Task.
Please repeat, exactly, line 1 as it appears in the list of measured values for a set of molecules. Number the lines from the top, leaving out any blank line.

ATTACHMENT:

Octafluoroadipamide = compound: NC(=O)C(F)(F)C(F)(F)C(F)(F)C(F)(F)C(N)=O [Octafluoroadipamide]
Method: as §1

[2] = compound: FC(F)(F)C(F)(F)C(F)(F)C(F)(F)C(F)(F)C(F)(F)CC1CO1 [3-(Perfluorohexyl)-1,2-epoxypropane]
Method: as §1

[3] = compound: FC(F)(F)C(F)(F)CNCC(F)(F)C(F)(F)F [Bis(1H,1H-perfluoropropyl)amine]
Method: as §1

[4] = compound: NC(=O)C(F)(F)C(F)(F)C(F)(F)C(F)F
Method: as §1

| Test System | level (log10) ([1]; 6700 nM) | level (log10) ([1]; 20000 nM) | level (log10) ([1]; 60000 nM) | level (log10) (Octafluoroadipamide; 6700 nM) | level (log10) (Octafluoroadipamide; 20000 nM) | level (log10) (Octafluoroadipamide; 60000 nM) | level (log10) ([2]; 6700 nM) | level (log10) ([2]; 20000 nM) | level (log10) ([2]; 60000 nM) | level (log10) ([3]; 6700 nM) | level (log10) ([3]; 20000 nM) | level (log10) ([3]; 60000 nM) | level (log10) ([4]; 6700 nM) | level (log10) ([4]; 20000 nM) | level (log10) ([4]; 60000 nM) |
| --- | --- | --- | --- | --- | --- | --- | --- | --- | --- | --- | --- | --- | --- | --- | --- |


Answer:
Octafluoroadipamide = compound: NC(=O)C(F)(F)C(F)(F)C(F)(F)C(F)(F)C(N)=O [Octafluoroadipamide]